There is always a very strong difference between a handmade and machine made rug visually. This is so especially on the machine-made rug’s back which is very distinct in terms of appearance to a handmade rug’s back. You will find the design of the machine made rug’s back not as colourful as the back of the hand-woven Oriental rug. The face and back of the machine rug are very different in terms of colour and there is a reason for this.
While the machine made rug has its edges machine overstitched and a fringe applied, the handmade Oriental rug has the edge overcast using the hand as the fringe is essentially the warp strings’ end and not one that has been sewn upon it. The machine made rug has overstitch patterns running across its back and distinguishing individual knots appearing on the back are not easy to find. In fact, for the machine-made rug, the overstitch construction is generally what keeps the pile material held together.
This means that the fringe is applied on a machine made rug once it has been completed while the hand-woven Oriental rug has its fringe as a part of warp strings as they leave the handmade rug’s end.
Electrically made rugs
Machine made rugs are usually made using power looms, which are essentially large machines. The power loom is automated electrically and computer controlled. As a result, rugs made by machines are manufactured very fast using materials such as synthetic fibers and wool like art silk, acrylic, polyester, nylon and polypropylene. Machine-made generally don’t try to imitate hand-made rugs and look perfect in design.
The price of the Oriental rug and machine made rugs differ a lot. While an Oriental rug is very expensive, a machine made rug costs much less and is an alternative to expensive hand knotted or hand-woven rugs. However, countries of origin like Persia, India, China, Egypt and Afghanistan, do offer significantly cheaper handmade Oriental rugs at a fraction of the price at which they are offered in Canada and other parts of North America. So, it may be worth it to travel to those countries if you are interested in purchasing a quality handmade Oriental rug.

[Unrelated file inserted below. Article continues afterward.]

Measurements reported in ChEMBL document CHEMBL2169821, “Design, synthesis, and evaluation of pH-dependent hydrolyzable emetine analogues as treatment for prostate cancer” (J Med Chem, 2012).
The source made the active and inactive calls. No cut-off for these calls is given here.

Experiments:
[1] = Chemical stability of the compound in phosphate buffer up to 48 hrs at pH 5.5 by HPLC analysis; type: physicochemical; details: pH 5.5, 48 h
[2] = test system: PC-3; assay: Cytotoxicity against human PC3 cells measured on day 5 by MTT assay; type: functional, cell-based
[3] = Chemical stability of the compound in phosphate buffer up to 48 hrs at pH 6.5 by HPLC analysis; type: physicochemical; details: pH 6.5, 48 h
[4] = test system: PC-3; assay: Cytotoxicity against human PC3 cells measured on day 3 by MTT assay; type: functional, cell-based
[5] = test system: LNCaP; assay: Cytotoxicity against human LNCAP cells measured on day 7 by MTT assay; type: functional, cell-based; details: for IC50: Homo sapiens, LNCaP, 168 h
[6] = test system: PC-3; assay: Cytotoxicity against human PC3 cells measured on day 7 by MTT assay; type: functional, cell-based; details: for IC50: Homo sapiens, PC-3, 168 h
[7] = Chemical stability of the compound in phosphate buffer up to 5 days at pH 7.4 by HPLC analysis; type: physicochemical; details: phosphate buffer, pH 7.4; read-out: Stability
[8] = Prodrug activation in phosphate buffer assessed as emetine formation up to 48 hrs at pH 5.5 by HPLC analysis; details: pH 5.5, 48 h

A machine rug has a lifespan of around two decades or much less hugely depending on the fiber and quality used. It is also possible for high quality machine made rugs, such as wool made rugs, to last for a very long time in case they are well maintained. Collectors do not attach any value to machine made rugs, whether they are of a higher quality or not.
In case you find a rug is nap blended using synthetic polymers with wool or contains polyolefin or polypropylene, it is most certainly made by a machine. At the same time, a rug identified as an Oriental but was made in Italy, Belgium or any other place in western part of Europe is more likely to be a machine made rug.
Identifying Oriental rugs becomes even harder when it comes to wool piles made from Egypt, Turkey and other countries in central Europe such as Bulgaria, Albania and Romania. Each of these nations has produced hand-woven Oriental rugs for about fifty years now, including a production of immense numbers of Oriental rugs imitations through machines. This is why we would suggest you do not buy handmade Oriental rugs from Bulgaria, Albania and Romania. These countries have perfected the art of handmade rug imitations and most people wouldn’t know the difference. However, these countries would be a good place to get an authentic handmade Oriental rug imitation for a low price (if you are a good negotiator).
Even after using these tips and still can’t identify an Oriental rug from a man made one, you can always turn to a trustworthy expert for help. Reputable rug shops in the greater Toronto area and across Canada would be a good starting point. Always check company reviews online to make sure a company is reputable.
We hope this article answered some of the questions you had about identifying authentic handmade Oriental rugs and helped you make better decisions with rug purchases.